In a recent discovery dispute before the Northern District of California, Plaintiff Monolithic Power Systems, Inc. (“Monolithic”) unsuccessfully attempted to bypass California Code of Civil Procedure section 2019.210 which requires the party making a claim of trade secret misappropriation under the California Uniform Trade Secrets Act (“CUTSA”) to identify the trade secret “with reasonable particularity” before “commencing discovery relating to the trade secret.”
Daeun Julie Lee is a Managing Associate in Orrick's Washington, D.C., office and a member of the Complex Litigation & Dispute Resolution group.
Julie focuses her practice on complex business litigation and represents clients in the financial, technology, and energy sectors. Julie helps companies navigate complex commercial cases in state and federal courts. She has helped clients reach successful outcomes through high-stakes litigation as well as through alternative dispute resolution. Prior to joining Orrick, Julie was a judicial law clerk to the Honorable Dana M. Sabraw of the United States District Court for the Southern District of California.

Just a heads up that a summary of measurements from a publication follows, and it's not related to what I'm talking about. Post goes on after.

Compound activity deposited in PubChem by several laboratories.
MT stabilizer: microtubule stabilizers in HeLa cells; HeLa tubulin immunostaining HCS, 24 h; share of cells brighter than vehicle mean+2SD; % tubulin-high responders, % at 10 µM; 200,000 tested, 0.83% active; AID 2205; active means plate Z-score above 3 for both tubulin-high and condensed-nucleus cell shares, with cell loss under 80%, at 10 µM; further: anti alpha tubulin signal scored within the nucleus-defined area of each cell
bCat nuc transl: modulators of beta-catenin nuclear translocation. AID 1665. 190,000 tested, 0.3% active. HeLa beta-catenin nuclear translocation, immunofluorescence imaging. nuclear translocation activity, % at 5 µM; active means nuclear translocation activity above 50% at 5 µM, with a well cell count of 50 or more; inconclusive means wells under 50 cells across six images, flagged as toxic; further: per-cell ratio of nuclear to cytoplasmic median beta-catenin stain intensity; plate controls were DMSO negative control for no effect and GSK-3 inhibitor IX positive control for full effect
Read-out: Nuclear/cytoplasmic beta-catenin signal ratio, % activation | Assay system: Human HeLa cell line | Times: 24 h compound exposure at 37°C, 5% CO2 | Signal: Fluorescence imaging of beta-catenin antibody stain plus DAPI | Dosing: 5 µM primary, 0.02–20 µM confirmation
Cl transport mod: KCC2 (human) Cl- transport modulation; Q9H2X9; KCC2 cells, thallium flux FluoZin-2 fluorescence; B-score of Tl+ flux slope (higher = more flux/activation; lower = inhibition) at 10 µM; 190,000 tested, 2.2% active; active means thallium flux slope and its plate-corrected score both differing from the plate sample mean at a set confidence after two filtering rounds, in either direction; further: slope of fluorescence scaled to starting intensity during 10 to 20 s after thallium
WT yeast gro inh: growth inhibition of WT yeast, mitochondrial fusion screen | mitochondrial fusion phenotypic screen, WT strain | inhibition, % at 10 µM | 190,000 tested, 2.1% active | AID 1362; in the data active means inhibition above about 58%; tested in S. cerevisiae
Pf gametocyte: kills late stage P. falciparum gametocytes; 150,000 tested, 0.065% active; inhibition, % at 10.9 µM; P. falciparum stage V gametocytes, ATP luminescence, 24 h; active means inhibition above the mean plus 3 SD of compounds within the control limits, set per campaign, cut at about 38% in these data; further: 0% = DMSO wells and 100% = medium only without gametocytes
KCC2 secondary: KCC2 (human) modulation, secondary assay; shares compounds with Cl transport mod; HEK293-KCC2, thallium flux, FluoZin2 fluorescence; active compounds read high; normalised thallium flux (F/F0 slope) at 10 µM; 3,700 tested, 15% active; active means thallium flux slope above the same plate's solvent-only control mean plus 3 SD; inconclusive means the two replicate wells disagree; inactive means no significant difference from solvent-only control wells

Posts by: D. Julie Lee
The COVID-19 pandemic has led to a rise in fraud by wrongdoers seeking to profit off public panic and strained resources. One such example is asserted in the lawsuit filed by global health care company Abbott Laboratories (“Abbott”) against its former employee Justin Brown in the United States District Court for the Northern District of Illinois. In the Complaint, Abbott alleges that Brown stole Abbott’s customer information and fraudulently represented that he was selling Abbott’s COVID-19 diagnostic products. READ MORE
Can defendants use anti-SLAPP statutes to dismiss meritorious trade secrets misappropriation lawsuits? A recent decision by the Fifth District Court of Appeals in Dallas suggests not.
Numerous states have passed some form of anti-SLAPP legislation to prevent parties from using litigation as a tool to silence individuals from exercising their First Amendment rights. Texas, in particular, enacted the Texas Citizens Participation Act (“TCPA”) back in 2011 to “protect citizens from retaliatory lawsuits that seek to silence or intimidate them for exercising their rights in connection with matters of public concern.” The TCPA provides an avenue for individuals to summarily dispose of such lawsuits designed to chill their First Amendment rights. READ MORE